The dose-response relationship
Several studies have found a dose-response relationship between victimization and suicidal ideation and attempt. The more frequently a child is bullied, the more likely they will develop these thoughts and ideas. 13
Gender and Bullying
Several studies had found a link between bullying victims and suicidal ideation and attempt when age, race/ethnicity, and gender were all controlled for. Another finding was the link between gender and school bullying as a risk factor for suicidal ideation. For example, it has been discovered that the prevalence of suicidal ideation may vary. When McMahon et al. examined the prevalence of bullying in Irish adolescent boys, they discovered that the odds ratio of lifetime self-harm was four times higher for boys who had been bullied than for boys who had not been bullied. 25 Being bullied or bullying others is a potential impulsive risk factor for suicidal behaviour among girls. After controlling for age, school factors, family factors, and psychiatric disorders, girls who were bullied (OR=2.07, CI=1.04-4.11, p=0.037) or bullied others (OR=3.27, CI=1.08-9.95, p=0.037) had a higher risk of suicide attempts. 26
Various studies, however, find varying effects of gender. An Italian school survey found a high prevalence of victimization, and their regression model revealed the importance of child gender and age. They discovered that older girls were more likely to have suicidal thoughts than younger girls or boys. 12 Barker and colleagues also stated that middle-aged adolescents had the highest prevalence of bullies and bullying victims. These youth have high/increasing victimization and bullying trajectories. 10 According to one study, older adolescents are more likely to have suicidal thoughts. 27
Similarly, Kim and Luukkonen et al. discovered that female victims or perpetrators of school bullying were more likely to commit suicide.
5,26 According to Van der Wal and Park et al.28,29, there is a strong link between bullying and suicidal ideation in girls. 29 Similarly, depression aided the link between bullying/victimization and suicide attempts, but in different ways for men and women. A few studies found that depression mediated the link between traditional bullying and female suicide attempts. 18 Van der et al. discovered that bullying has a common outcome of suicidal ideation in both boys and girls. These associations were stronger for indirect bullying than for direct bullying. They went on to say that direct bullying significantly impacted depression and suicidal ideation in girls but not in boys. 28 Rigby and Slee, on the other hand, claimed that the link between being a bully and suicidal ideation was limited to boys. 30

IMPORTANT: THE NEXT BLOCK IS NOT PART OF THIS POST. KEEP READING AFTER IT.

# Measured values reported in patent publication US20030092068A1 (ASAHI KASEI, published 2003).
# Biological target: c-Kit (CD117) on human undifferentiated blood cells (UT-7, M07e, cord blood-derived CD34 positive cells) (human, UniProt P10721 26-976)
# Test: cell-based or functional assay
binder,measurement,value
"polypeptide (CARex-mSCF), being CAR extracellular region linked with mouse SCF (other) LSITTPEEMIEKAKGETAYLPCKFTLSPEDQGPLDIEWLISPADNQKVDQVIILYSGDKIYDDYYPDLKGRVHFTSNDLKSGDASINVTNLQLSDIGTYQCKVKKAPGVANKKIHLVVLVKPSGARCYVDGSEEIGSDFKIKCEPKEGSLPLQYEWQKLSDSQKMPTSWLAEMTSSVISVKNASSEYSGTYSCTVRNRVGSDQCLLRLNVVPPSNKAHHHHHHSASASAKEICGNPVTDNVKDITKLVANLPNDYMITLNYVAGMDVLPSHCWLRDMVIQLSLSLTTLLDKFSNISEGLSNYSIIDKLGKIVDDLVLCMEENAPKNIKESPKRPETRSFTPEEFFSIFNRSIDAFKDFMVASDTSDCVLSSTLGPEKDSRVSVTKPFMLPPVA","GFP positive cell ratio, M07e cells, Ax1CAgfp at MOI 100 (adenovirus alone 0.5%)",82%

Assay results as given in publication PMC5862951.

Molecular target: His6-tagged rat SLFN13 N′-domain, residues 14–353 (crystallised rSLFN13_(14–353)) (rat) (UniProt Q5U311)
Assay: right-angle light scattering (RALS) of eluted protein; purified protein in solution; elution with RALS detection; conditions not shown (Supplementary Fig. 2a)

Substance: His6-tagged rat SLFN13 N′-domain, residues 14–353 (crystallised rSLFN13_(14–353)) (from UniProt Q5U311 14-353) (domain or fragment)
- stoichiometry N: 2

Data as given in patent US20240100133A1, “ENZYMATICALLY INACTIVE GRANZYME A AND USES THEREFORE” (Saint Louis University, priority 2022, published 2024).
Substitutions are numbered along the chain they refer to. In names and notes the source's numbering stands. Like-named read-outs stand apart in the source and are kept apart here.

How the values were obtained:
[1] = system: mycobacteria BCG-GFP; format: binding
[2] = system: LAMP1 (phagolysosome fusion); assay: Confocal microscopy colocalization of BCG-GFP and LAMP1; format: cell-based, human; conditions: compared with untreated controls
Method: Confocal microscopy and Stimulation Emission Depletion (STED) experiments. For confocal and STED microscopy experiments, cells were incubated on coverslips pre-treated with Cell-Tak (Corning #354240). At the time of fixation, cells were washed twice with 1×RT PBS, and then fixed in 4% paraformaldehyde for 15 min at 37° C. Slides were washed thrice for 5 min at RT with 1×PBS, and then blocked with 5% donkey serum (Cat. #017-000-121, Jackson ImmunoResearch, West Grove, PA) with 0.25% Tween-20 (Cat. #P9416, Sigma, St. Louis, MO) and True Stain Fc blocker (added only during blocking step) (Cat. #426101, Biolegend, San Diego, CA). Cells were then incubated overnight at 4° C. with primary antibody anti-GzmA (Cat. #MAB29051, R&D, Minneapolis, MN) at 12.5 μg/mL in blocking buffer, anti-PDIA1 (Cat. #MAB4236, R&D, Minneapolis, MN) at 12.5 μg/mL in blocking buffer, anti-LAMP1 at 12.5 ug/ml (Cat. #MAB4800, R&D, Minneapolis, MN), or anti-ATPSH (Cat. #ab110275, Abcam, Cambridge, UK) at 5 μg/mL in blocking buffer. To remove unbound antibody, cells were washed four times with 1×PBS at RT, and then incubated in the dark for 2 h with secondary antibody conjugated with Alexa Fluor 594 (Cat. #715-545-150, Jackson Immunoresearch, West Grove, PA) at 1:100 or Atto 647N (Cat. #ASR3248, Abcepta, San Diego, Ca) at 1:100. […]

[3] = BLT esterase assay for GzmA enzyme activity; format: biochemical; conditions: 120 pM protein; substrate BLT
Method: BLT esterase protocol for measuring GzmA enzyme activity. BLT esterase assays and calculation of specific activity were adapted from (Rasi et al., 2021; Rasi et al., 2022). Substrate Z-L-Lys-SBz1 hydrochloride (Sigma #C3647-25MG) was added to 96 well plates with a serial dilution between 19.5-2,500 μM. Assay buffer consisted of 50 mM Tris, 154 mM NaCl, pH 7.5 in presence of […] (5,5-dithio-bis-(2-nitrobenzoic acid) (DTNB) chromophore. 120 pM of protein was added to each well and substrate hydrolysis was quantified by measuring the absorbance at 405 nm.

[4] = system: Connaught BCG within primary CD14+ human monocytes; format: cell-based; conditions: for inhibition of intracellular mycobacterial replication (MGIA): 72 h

Bullying and sexual orientation
Patrick and his colleague examined data from the 2010 Washington State Healthy Youth Survey, collected in public school grades 8, 10, and 12. They discovered that children were bullied more because of their sexual orientation.
31 They discovered that 29% of male and 27% of female students in these three grades were bullied because of their sexual orientation. 31,32 Lower quality of life (QOL) scores were also linked to an increased risk of depression or suicidal ideation, according to the survey. 26,31 Similarly, another secondary data analysis of the 2009 New York City Youth Risk Behavior Survey employed logistic regression to investigate the relationship between sexual identity, gender, ethnicity, bullying, and suicide attempts. Bullying had the greatest impact on suicide attempts among non-Hispanic sexual minority male youths (odds ratio = 21.39 vs 1.65-3.38). 31
Long-term, prospective studies are needed to determine the causality of bullying and suicide and the differential effects of gender on the association. The media plays an important role in covering and broadcasting suicide-related teen deaths. For example, if teenage suicide is underreported for a good reason, there is less risk of glorifying the behaviour and less risk of suicidal clusters. Another way for the media to help is to educate the public about the seriousness of bullying and its consequences.
Bullying in schools is a major public health issue that requires the careful attention of school systems, teachers, healthcare providers, policymakers, and families. School systems can work with teachers, parents, students, and the community to address bullying issues in their schools and devise effective responses.